Let me tell you this right now:
Link building is awesome. But it’s hard work.
Anyone who tells you that they have some foolproof strategy for getting thousands of links with low effort is lying. Plain and simple.
Here are the ways to build links that actually work:
Writing guest posts allows you to write a blog post for another website, insert links to your website into the text and publish the post. That’s a backlink.
People have been saying guest posts are dead for years.
They’re different than they once were, sure. But dead? Don’t be ridiculous.
Guest posts work. That is, they work when you do them right.
How do you do them right? If I had to boil it down to two words, I’d say this:
When you’re pitching publications in your niche to write a guest post for them, you need to make a valuable offer.
Speak to their pain points: Every publication and blog struggles with what to write about. They want to keep their readers interested and engaged so they keep coming back.
Make their editorial calendar a little easier to manage. Add value by offering to write a fantastic guest post about a topic they haven’t covered (or haven’t covered in a particular way).
You also need to prove yourself.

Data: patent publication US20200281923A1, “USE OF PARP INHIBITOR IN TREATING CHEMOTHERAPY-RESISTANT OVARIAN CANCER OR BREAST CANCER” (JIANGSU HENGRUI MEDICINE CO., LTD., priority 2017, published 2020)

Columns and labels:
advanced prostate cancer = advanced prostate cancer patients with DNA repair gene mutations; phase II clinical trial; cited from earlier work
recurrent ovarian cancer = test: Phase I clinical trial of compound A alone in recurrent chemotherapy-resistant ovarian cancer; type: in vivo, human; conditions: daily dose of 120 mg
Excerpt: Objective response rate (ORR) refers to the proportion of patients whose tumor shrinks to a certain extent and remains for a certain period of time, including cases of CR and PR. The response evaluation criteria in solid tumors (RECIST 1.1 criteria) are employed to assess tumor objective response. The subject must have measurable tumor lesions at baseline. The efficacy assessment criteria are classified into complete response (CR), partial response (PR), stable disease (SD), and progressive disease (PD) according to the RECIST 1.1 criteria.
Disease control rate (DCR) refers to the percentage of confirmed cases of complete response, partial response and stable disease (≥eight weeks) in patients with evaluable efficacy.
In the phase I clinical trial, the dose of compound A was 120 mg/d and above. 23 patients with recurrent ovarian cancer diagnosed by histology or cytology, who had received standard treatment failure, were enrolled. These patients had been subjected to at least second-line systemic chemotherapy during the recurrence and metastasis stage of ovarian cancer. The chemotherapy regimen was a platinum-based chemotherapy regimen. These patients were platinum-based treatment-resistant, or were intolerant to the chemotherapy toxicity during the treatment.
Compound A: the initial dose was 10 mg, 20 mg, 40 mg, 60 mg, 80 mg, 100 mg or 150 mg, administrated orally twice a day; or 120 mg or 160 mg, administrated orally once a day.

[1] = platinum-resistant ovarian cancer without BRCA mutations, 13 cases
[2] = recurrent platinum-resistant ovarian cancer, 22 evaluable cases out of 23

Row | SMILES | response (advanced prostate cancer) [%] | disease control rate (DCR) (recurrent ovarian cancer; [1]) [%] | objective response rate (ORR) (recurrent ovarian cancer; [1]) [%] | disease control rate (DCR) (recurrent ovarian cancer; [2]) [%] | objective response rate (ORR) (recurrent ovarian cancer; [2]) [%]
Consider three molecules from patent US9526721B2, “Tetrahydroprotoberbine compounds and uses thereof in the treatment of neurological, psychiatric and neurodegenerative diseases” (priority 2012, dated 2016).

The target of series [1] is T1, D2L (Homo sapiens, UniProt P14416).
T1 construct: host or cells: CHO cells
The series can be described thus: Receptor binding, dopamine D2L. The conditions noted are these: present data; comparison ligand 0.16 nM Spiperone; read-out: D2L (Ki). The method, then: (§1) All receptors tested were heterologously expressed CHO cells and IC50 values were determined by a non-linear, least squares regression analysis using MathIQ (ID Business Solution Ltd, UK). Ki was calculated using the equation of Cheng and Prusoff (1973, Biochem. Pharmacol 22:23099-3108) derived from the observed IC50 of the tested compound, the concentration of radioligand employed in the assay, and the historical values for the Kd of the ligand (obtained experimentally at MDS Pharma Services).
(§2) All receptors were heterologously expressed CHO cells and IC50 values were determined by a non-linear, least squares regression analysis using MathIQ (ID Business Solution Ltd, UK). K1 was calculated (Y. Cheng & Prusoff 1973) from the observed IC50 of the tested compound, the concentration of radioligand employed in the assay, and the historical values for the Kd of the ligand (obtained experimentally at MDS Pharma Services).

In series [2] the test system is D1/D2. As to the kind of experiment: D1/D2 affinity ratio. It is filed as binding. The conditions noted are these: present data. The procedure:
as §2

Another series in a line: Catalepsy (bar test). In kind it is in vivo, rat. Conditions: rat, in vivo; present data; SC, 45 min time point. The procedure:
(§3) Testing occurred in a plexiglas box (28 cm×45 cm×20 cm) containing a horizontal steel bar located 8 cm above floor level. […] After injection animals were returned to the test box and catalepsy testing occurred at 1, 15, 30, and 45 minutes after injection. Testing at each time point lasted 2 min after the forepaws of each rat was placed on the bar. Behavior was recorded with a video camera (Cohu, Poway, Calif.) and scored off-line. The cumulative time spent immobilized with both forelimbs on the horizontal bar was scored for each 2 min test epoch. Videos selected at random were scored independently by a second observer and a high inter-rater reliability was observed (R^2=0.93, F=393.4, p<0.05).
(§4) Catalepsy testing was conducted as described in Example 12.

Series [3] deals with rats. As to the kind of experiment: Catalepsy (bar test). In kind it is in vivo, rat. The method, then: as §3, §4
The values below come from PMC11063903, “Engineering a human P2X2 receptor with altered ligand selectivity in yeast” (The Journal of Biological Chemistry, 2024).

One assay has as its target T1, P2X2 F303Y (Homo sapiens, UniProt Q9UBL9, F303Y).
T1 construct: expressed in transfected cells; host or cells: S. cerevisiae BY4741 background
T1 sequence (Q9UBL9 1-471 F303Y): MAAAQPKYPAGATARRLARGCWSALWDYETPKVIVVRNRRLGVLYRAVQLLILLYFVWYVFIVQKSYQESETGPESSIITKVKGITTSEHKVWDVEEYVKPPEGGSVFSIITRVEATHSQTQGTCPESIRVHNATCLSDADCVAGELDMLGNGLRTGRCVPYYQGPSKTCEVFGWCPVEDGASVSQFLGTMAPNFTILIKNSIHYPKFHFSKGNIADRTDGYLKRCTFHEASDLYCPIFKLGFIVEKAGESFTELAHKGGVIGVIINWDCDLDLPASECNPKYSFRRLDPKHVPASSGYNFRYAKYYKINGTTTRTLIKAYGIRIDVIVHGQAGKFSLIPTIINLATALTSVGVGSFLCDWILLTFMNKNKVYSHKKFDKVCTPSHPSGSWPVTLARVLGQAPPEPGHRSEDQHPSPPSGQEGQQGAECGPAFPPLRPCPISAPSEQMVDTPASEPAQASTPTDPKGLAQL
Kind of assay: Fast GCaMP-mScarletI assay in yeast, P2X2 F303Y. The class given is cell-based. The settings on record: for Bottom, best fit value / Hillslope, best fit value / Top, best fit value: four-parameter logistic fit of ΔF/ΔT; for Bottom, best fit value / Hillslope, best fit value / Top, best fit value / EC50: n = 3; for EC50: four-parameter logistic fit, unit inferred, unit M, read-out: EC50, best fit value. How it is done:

Think about it: If you’re an attorney, you’re among hundreds of others in your area and thousands in the country.
Why should Forbes want to publish your guest post? They don’t know you.
How do you fix that? You work your way up. Start with smaller — but still valuable — publications.
For the attorney example, the local bar association magazine’s website is a great starting point.
Then leverage that. When you pitch a statewide attorneys’ publication, show that you’ve already been published.
Work your way up until you’re getting major guest posts published. Along the way, you’ll be building incredibly valuable and relevant backlinks.
Your competitors (at least a good number of them) are already building backlinks. Some have been for years.
You may just be getting started. That’s OK. You can piggyback off the work they’ve already done.
More specifically, you can find out where your competitors are getting their links from. And then you can get those same links.
The easiest way to do that is with an SEO tool like Ahrefs or Semrush. Both will show you the backlinks pointing to your competitor’s domain. All you have to do is plug the domain into the tool.
Here’s the hard part:
You have to go through each link. Look at the referring domain. Is it relevant and worth pursuing? Does it have decent domain authority and traffic?
If so, add it to your list. Do this for a few of your top competitors, and you’ll have a long list of backlink opportunities before you know it.